Thursday, September 28, 2017

Tales of the City Miniseries First Broadcast In 1993

Tales of the City, the television miniseries based on the first of the Tales of the City series of novels by Armistead Maupin, premiered today, September 28, in 1993, in the United Kingdom.

To date, the first three books have been adapted into television miniseries; the first, Tales of the City, was produced by the UK's Channel 4 and was first screened in the UK, then shown on PBS in the United States in January 1994. Channel 4 eventually teamed up with the American cable network Showtime to produce the sequel, More Tales of the City, which premiered in the US and UK in 1998. The third instalment of the series, Further Tales of the City was produced by Showtime (without Channel 4) and was originally aired in the United States on Showtime in May 2001.

Premium cable channel HBO acquired the rights to the first two Tales of the City books in 1982 in the hopes of turning them into a weekly sitcom. Pre-production began in the fall of that year with a pilot script by Richard Kramer. Kramer described the script as a "Mary Tyler Moore for the '80s". In the face of the rising AIDS epidemic and a changing social climate in the conservative Reagan era, HBO reportedly felt that the book's celebratory attitude toward homosexuality, casual sex and marijuana usage would not be deemed acceptable by the viewing public. The channel considered toning down the stories and making the series a period piece but ultimately decided to scrap the project.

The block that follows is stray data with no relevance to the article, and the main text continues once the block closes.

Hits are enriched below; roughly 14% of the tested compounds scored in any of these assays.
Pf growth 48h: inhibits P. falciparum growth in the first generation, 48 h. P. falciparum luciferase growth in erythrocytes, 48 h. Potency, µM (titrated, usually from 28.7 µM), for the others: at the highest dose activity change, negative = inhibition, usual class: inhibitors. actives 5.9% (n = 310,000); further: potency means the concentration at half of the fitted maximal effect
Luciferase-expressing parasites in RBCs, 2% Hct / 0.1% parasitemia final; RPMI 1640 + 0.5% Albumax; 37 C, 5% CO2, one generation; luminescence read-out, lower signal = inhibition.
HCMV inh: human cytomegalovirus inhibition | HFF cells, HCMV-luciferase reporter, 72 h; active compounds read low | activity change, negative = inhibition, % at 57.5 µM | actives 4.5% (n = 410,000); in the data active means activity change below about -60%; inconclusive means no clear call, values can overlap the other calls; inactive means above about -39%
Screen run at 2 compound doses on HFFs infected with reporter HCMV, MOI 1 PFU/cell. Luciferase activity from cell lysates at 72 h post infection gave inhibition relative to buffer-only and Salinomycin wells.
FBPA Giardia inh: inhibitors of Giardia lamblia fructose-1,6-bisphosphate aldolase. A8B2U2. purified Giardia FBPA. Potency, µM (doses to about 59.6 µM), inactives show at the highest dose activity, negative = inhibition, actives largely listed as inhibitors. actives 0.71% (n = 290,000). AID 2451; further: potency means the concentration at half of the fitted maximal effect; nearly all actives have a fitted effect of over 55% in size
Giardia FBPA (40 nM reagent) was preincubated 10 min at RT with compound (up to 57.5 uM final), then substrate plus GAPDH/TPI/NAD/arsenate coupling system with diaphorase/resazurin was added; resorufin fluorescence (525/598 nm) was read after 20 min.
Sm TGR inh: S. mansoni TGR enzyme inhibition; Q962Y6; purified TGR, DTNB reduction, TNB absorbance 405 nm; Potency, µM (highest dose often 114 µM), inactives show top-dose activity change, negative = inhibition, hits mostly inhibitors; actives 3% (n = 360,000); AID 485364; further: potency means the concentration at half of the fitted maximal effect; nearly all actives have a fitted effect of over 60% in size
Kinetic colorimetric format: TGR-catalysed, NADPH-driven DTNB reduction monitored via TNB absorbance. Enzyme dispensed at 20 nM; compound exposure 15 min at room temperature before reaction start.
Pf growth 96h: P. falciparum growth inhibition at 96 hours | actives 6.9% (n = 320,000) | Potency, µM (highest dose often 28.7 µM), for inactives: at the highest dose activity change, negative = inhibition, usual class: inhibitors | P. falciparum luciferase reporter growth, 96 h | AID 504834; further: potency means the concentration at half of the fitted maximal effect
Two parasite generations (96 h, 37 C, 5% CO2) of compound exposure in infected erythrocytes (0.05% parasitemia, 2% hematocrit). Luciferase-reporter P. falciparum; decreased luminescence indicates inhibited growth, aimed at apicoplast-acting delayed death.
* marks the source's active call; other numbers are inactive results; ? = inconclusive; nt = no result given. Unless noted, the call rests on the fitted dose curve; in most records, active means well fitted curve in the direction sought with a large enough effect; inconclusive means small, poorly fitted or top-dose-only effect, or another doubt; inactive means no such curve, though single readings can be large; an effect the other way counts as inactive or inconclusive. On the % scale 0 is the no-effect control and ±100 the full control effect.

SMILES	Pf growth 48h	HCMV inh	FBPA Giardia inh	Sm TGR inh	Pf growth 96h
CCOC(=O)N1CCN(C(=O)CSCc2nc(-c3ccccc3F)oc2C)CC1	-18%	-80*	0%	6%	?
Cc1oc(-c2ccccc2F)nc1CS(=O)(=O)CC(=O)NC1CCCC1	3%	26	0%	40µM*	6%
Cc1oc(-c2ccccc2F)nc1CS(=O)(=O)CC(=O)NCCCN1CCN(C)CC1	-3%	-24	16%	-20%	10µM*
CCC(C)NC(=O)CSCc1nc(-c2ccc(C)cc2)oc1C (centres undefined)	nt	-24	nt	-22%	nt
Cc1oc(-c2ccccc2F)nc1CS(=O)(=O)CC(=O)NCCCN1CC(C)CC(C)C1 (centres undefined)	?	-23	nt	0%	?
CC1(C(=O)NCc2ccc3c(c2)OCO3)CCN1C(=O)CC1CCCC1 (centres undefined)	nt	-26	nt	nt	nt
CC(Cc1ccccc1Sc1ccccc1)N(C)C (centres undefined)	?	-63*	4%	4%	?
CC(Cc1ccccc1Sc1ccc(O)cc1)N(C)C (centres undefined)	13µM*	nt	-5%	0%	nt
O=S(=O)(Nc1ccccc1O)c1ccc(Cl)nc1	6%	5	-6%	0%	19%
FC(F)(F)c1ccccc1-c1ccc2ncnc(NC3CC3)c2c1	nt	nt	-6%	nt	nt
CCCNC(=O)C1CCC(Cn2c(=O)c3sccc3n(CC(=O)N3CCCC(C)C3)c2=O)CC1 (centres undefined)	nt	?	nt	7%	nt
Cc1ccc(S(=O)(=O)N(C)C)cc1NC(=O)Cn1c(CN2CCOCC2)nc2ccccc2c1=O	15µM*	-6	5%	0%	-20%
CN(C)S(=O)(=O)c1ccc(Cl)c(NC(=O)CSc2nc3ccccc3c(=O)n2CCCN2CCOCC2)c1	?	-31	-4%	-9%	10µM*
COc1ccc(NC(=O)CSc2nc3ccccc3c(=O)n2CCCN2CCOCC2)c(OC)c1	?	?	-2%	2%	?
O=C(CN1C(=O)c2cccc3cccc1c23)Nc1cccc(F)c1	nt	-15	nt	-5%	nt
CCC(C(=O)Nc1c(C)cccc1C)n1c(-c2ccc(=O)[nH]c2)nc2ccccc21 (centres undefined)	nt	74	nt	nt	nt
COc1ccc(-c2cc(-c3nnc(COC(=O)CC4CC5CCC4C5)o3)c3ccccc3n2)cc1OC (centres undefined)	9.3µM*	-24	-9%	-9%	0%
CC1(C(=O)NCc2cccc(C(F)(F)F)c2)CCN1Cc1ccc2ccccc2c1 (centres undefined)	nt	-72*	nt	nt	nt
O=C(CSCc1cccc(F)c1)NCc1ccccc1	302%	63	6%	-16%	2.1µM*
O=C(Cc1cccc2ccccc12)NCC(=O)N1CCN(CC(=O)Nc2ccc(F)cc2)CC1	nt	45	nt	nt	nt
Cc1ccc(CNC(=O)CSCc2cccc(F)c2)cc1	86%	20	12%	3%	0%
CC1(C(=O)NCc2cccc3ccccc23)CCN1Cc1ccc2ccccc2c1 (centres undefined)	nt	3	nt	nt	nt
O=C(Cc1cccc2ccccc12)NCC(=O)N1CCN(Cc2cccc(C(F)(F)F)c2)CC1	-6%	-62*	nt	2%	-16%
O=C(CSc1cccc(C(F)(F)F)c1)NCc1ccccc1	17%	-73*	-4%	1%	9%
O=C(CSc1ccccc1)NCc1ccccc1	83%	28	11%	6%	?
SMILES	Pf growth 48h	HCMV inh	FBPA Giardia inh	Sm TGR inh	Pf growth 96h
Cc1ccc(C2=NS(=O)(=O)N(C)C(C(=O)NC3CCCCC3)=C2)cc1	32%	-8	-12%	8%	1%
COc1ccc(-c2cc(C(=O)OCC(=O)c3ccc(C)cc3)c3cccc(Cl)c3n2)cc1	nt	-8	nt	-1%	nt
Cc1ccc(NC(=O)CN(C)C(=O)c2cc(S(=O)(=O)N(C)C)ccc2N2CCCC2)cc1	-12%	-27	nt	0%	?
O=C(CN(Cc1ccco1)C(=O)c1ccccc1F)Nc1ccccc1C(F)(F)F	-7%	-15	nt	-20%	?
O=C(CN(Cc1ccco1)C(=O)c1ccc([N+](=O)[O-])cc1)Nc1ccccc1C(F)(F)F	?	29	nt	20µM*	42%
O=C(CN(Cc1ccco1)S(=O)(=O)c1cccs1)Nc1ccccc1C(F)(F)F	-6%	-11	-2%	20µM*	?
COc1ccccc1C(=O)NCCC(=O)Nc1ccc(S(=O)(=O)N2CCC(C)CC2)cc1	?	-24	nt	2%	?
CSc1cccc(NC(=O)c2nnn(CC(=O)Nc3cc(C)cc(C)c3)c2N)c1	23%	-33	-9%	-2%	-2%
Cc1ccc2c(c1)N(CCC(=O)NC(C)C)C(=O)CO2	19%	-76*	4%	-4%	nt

The series was later revived for PBS, which aired it in 1993. However, its airing of the series was controversial, with political figures criticizing the network for airing an LGBT-oriented series, and the network backed out of producing or airing any follow-up installments.

Variety reported in June the series may be coming back to television.

Netflix is developing a new installment of “Armistead Maupin’s Tales of the City” with Working Title Television U.S. Laura Linney and Olympia Dukakis are on board to revive the characters they played in Showtime and PBS adaptations of the landmark LGBT-themed novel series in the 1990s.
 Michael Cunningham (“The Hours”) has penned the first script for what is envisioned as a 10-part installment, although the project does not yet have a series order from Netflix. 
The Netflix series would be set in the present day, focusing on Linney’s Mary Ann Singleton character as she returns to San Francisco and the boarding house after 25 years away.

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